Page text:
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COMMITTEE ON TOXICOLOGY Members WILLIAM E. HALPERIN (Chair), UMDNJ–New Jersey Medical School, Newark LAWRENCE S. BETTS, Eastern Virginia Medical School, Norfolk EDWARD C. BISHOP, HDR Engineering, Inc., Omaha, NE JAMES V. BRUCKNER, University of Georgia, Athens GARY P. CARLSON, Purdue University, West Lafayette, IN MARION F. EHRICH, Virginia Polytechnic Institute and State University, Blacksburg SIDNEY GREEN, Howard University, Washington, DC MERYL H. KAROL, University of Pittsburgh, Pittsburgh, PA JAMES N. MCDOUGAL, Wright State University School of Medicine, Dayton, OH ROGER G. MCINTOSH, Science Applications International Corporation, Abingdon, MD GERALD N. WOGAN, Massachusetts Institute of Technology, Cambridge Staff SUSAN N. J. MARTEL, Senior Program Officer for Toxicology EILEEN N. ABT, Senior Program Officer for Risk Analysis ELLEN K. MANTUS, Senior Program Officer MIRSADA KARALIC-LONCAREVIC, Manager, Technical Information Center TAMARA DAWSON, Program Associate RADIAH A. ROSE, Senior Editorial Assistant vi

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BOARD ON ENVIRONMENTAL STUDIES AND TOXICOLOGY1 Members JONATHAN M. SAMET (Chair), Johns Hopkins University, Baltimore, MD RAMON ALVAREZ, Environmental Defense Fund, Austin, TX JOHN M. BALBUS, Environmental Defense Fund, Washington, DC DALLAS BURTRAW, Resources for the Future, Washington, DC JAMES S. BUS, Dow Chemical Company, Midland, MI RUTH DEFRIES, University of Maryland, College Park COSTEL D. DENSON, University of Delaware, Newark E. DONALD ELLIOTT, Willkie, Farr & Gallagher LLP, Washington, DC MARY R. ENGLISH, University of Tennessee, Knoxville J. PAUL GILMAN, Covanta Energy Corporation, Fairfield, NJ SHERRI W. GOODMAN, Center for Naval Analyses, Alexandria, VA JUDITH A. GRAHAM (Retired), Pittsboro, NC WILLIAM P. HORN, Birch, Horton, Bittner and Cherot, Washington, DC WILLIAM M. LEWIS, JR., University of Colorado, Boulder JUDITH L. MEYER, University of Georgia, Athens DENNIS D. MURPHY, University of Nevada, Reno PATRICK Y. O’BRIEN, ChevronTexaco Energy Technology Company, Richmond, CA DOROTHY E. PATTON (Retired), U.S. Environmental Protection Agency, Chicago, IL DANNY D. REIBLE, University of Texas, Austin JOSEPH V. RODRICKS, ENVIRON International Corporation, Arlington, VA ARMISTEAD G. RUSSELL, Georgia Institute of Technology, Atlanta ROBERT F. SAWYER, University of California, Berkeley KIMBERLY M. THOMPSON, Harvard School of Public Health, Boston, MA MONICA G. TURNER, University of Wisconsin, Madison MARK J. UTELL, University of Rochester Medical Center, Rochester, NY CHRIS G. WHIPPLE, ENVIRON International Corporation, Emeryville, CA LAUREN ZEISE, California Environmental Protection Agency, Oakland Senior Staff JAMES J. REISA, Director DAVID J. POLICANSKY, Scholar RAYMOND A. WASSEL, Senior Program Officer for Environmental Studies EILEEN N. ABT, Senior Program Officer for Risk Analysis SUSAN N.J. MARTEL, Senior Program Officer for Toxicology KULBIR BAKSHI, Senior Program Officer ELLEN K. MANTUS, Senior Program Officer RUTH E. CROSSGROVE, Senior Editor 1 This study was planned, overseen, and supported by the Board on Environmental Studies and Toxicology. vii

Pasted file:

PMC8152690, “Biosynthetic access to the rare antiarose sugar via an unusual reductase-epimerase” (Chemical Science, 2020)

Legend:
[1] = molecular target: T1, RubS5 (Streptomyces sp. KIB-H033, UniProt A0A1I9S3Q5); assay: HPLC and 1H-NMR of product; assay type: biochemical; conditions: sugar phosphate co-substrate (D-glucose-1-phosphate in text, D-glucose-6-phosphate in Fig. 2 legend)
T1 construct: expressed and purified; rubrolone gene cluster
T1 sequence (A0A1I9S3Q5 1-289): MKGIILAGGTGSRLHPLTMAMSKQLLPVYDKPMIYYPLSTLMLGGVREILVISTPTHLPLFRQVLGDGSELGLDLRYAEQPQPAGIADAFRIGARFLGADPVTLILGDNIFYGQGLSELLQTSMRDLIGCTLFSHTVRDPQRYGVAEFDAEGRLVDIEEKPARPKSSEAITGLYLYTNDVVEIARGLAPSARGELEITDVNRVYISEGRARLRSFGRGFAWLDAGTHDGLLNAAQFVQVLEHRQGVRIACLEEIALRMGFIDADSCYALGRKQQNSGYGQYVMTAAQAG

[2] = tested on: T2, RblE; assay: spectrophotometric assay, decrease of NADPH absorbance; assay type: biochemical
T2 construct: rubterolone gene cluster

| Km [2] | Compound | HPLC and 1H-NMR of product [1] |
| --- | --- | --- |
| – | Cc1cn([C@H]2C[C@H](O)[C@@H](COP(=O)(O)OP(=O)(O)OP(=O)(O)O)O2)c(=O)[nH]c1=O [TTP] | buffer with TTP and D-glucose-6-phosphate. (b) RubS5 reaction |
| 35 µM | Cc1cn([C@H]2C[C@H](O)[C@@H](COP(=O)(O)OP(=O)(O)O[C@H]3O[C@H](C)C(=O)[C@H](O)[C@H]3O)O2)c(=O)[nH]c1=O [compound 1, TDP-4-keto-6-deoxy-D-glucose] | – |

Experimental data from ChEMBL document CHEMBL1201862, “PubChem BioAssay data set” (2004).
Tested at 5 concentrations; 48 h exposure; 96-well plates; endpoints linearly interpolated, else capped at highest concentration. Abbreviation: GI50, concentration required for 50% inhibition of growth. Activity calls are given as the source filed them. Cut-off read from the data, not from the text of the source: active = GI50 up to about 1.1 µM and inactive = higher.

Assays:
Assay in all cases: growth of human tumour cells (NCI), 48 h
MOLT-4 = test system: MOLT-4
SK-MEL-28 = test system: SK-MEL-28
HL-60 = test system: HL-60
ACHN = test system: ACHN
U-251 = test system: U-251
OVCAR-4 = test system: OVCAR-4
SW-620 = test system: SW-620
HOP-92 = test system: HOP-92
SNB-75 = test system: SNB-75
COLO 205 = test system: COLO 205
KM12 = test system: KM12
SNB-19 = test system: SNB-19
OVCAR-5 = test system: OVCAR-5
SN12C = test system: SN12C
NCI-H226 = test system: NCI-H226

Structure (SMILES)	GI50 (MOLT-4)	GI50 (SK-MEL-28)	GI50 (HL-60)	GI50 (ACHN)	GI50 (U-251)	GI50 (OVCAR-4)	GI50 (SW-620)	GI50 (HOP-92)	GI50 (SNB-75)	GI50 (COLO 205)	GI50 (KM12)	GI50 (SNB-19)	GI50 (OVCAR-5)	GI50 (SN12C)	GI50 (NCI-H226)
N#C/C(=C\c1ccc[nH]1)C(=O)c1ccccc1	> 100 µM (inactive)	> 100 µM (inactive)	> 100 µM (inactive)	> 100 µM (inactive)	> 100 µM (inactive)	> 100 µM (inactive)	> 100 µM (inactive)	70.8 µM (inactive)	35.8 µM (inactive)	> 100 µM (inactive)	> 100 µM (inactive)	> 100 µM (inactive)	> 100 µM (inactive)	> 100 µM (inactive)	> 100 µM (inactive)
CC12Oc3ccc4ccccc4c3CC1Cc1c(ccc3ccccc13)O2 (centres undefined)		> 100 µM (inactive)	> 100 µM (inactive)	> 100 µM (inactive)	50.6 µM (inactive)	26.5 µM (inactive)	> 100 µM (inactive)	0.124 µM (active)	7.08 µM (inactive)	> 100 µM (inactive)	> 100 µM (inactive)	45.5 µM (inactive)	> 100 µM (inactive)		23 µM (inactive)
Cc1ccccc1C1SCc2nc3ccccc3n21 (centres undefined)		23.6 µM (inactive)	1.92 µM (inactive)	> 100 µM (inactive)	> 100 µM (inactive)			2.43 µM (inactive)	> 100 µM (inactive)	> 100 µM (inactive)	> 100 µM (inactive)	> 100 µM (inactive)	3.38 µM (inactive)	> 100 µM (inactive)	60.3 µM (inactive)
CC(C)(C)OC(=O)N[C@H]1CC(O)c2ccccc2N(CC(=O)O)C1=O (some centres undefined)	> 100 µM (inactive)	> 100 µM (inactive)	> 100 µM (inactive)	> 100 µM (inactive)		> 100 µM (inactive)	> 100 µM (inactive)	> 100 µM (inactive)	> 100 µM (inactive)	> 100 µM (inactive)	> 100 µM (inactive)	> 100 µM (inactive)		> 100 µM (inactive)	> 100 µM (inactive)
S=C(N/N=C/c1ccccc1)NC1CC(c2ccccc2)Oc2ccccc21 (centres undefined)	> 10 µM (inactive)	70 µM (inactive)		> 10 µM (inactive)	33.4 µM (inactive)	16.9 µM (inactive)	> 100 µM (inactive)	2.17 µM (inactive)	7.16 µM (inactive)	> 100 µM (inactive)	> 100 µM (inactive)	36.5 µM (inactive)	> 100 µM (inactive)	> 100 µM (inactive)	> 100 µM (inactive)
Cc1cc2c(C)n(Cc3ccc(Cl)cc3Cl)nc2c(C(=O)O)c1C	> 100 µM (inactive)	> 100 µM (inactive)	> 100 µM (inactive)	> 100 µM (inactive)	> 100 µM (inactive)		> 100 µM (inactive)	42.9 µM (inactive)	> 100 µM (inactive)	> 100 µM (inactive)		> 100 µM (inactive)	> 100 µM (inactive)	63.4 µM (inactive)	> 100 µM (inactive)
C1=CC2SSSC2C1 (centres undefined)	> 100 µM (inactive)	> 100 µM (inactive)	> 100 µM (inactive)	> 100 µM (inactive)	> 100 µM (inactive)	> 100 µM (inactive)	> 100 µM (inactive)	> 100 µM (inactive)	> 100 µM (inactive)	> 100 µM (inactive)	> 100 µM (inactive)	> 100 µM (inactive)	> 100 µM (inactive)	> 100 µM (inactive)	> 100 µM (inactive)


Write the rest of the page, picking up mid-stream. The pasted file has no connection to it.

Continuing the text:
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OTHER REPORTS OF THE BOARD ON ENVIRONMENTAL STUDIES AND TOXICOLOGY Estimating Mortality Risk Reduction and Economic Benefits from Controlling Ozone Air Pollution (2008) Respiratory Diseases Research at NIOSH (2008) Evaluating Research Efficiency in the U.S. Environmental Protection Agency (2008) Hydrology, Ecology, and Fishes of the Klamath River Basin (2008) Applications of Toxicogenomic Technologies to Predictive Toxicology and Risk Assessment (2007) Models in Environmental Regulatory Decision Making (2007) Toxicity Testing in the Twenty-first Century: A Vision and a Strategy (2007) Sediment Dredging at Superfund Megasites: Assessing the Effectiveness (2007) Environmental Impacts of Wind-Energy Projects (2007) Scientific Review of the Proposed Risk Assessment Bulletin from the Office of Manage- ment and Budget (2007) Assessing the Human Health Risks of Trichloroethylene: Key Scientific Issues (2006) New Source Review for Stationary Sources of Air Pollution (2006) Human Biomonitoring for Environmental Chemicals (2006) Health Risks from Dioxin and Related Compounds: Evaluation of the EPA Reassessment (2006) Fluoride in Drinking Water: A Scientific Review of EPA’s Standards (2006) State and Federal Standards for Mobile-Source Emissions (2006) Superfund and Mining Megasites—Lessons from the Coeur d’Alene River Basin (2005) Health Implications of Perchlorate Ingestion (2005) Air Quality Management in the United States (2004) Endangered and Threatened Species of the Platte River (2004) Atlantic Salmon in Maine (2004) Endangered and Threatened Fishes in the Klamath River Basin (2004) Cumulative Environmental Effects of Alaska North Slope Oil and Gas Development (2003) Estimating the Public Health Benefits of Proposed Air Pollution Regulations (2002) Biosolids Applied to Land: Advancing Standards and Practices (2002) The Airliner Cabin Environment and Health of Passengers and Crew (2002) Arsenic in Drinking Water: 2001 Update (2001) Evaluating Vehicle Emissions Inspection and Maintenance Programs (2001) Compensating for Wetland Losses Under the Clean Water Act (2001) A Risk-Management Strategy for PCB-Contaminated Sediments (2001) Acute Exposure Guideline Levels for Selected Airborne Chemicals (six volumes, 2000-2008) Toxicological Effects of Methylmercury (2000) Strengthening Science at the U.S. Environmental Protection Agency (2000) Scientific Frontiers in Developmental Toxicology and Risk Assessment (2000) Ecological Indicators for the Nation (2000) Waste Incineration and Public Health (2000) Hormonally Active Agents in the Environment (1999) Research Priorities for Airborne Particulate Matter (four volumes, 1998-2004) The National Research Council’s Committee on Toxicology: The First 50 Years (1997) Carcinogens and Anticarcinogens in the Human Diet (1996) viii